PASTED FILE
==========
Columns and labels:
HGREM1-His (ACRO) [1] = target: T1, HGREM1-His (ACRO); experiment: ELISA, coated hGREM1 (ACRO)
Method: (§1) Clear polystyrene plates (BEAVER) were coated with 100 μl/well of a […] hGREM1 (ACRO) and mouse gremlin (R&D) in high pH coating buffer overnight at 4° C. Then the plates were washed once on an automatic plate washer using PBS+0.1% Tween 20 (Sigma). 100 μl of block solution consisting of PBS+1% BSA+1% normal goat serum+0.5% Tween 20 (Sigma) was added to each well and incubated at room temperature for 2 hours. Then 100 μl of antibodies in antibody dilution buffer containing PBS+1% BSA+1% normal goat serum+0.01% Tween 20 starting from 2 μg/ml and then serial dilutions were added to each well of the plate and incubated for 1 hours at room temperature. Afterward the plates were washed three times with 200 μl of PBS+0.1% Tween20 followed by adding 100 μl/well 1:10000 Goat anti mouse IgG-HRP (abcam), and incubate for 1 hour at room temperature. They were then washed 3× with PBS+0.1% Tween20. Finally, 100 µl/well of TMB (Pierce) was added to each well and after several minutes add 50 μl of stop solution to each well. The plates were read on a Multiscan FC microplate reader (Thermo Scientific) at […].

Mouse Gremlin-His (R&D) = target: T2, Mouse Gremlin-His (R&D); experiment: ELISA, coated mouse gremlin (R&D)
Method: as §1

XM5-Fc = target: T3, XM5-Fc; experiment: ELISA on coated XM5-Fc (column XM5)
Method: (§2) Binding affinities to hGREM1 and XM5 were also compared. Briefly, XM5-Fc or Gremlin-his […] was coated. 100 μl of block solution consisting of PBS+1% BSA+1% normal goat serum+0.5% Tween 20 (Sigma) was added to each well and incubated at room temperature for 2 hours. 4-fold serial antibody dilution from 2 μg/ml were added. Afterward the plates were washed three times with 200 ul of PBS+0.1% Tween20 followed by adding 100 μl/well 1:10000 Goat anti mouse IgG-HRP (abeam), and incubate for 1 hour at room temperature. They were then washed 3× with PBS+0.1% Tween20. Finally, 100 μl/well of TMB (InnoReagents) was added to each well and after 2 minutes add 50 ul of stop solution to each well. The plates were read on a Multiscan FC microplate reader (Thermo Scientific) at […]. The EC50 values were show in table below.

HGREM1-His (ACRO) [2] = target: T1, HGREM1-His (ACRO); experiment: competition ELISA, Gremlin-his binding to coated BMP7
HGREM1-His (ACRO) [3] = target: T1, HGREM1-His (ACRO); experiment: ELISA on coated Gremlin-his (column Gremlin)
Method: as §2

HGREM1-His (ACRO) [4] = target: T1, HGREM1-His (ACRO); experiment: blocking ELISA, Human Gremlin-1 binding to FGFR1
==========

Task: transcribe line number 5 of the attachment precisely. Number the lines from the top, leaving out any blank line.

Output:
Method: as §1